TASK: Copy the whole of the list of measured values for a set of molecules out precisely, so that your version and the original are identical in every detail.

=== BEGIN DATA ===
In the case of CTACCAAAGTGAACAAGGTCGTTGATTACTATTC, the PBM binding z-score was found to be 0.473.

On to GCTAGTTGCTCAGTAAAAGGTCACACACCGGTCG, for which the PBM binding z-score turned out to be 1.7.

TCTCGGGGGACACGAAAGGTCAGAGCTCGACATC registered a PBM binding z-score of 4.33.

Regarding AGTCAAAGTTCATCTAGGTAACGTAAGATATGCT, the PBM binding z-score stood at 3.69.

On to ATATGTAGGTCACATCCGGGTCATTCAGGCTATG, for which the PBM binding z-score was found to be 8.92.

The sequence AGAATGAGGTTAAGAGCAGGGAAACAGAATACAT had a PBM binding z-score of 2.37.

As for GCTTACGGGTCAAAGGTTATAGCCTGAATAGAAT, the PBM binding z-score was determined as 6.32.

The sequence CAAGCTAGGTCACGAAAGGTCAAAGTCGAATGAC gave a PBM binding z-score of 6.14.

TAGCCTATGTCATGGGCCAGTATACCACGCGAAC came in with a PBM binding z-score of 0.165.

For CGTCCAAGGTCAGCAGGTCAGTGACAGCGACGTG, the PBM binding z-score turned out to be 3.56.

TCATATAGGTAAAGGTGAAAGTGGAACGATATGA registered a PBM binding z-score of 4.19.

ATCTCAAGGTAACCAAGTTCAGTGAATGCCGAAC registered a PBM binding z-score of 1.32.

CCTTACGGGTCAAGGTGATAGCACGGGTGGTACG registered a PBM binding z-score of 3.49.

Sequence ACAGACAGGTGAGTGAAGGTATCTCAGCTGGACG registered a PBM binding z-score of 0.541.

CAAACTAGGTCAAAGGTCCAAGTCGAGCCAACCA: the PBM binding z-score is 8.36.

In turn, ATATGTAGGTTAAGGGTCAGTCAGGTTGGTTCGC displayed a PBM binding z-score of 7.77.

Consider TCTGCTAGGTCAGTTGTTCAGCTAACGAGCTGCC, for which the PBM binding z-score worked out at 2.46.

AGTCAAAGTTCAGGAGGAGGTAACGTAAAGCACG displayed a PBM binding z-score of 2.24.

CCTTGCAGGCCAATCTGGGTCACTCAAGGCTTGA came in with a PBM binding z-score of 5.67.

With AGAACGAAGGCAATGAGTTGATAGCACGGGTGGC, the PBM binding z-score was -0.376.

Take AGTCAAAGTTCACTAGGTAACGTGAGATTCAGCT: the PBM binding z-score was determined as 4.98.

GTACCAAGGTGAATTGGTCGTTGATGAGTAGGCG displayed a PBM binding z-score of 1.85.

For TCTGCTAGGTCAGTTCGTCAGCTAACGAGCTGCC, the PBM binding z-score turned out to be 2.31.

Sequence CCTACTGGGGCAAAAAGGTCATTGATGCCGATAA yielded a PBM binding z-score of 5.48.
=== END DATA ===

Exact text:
In the case of CTACCAAAGTGAACAAGGTCGTTGATTACTATTC, the PBM binding z-score was found to be 0.473.

On to GCTAGTTGCTCAGTAAAAGGTCACACACCGGTCG, for which the PBM binding z-score turned out to be 1.7.

TCTCGGGGGACACGAAAGGTCAGAGCTCGACATC registered a PBM binding z-score of 4.33.

Regarding AGTCAAAGTTCATCTAGGTAACGTAAGATATGCT, the PBM binding z-score stood at 3.69.

On to ATATGTAGGTCACATCCGGGTCATTCAGGCTATG, for which the PBM binding z-score was found to be 8.92.

The sequence AGAATGAGGTTAAGAGCAGGGAAACAGAATACAT had a PBM binding z-score of 2.37.

As for GCTTACGGGTCAAAGGTTATAGCCTGAATAGAAT, the PBM binding z-score was determined as 6.32.

The sequence CAAGCTAGGTCACGAAAGGTCAAAGTCGAATGAC gave a PBM binding z-score of 6.14.

TAGCCTATGTCATGGGCCAGTATACCACGCGAAC came in with a PBM binding z-score of 0.165.

For CGTCCAAGGTCAGCAGGTCAGTGACAGCGACGTG, the PBM binding z-score turned out to be 3.56.

TCATATAGGTAAAGGTGAAAGTGGAACGATATGA registered a PBM binding z-score of 4.19.

ATCTCAAGGTAACCAAGTTCAGTGAATGCCGAAC registered a PBM binding z-score of 1.32.

CCTTACGGGTCAAGGTGATAGCACGGGTGGTACG registered a PBM binding z-score of 3.49.

Sequence ACAGACAGGTGAGTGAAGGTATCTCAGCTGGACG registered a PBM binding z-score of 0.541.

CAAACTAGGTCAAAGGTCCAAGTCGAGCCAACCA: the PBM binding z-score is 8.36.

In turn, ATATGTAGGTTAAGGGTCAGTCAGGTTGGTTCGC displayed a PBM binding z-score of 7.77.

Consider TCTGCTAGGTCAGTTGTTCAGCTAACGAGCTGCC, for which the PBM binding z-score worked out at 2.46.

AGTCAAAGTTCAGGAGGAGGTAACGTAAAGCACG displayed a PBM binding z-score of 2.24.

CCTTGCAGGCCAATCTGGGTCACTCAAGGCTTGA came in with a PBM binding z-score of 5.67.

With AGAACGAAGGCAATGAGTTGATAGCACGGGTGGC, the PBM binding z-score was -0.376.

Take AGTCAAAGTTCACTAGGTAACGTGAGATTCAGCT: the PBM binding z-score was determined as 4.98.

GTACCAAGGTGAATTGGTCGTTGATGAGTAGGCG displayed a PBM binding z-score of 1.85.

For TCTGCTAGGTCAGTTCGTCAGCTAACGAGCTGCC, the PBM binding z-score turned out to be 2.31.

Sequence CCTACTGGGGCAAAAAGGTCATTGATGCCGATAA yielded a PBM binding z-score of 5.48.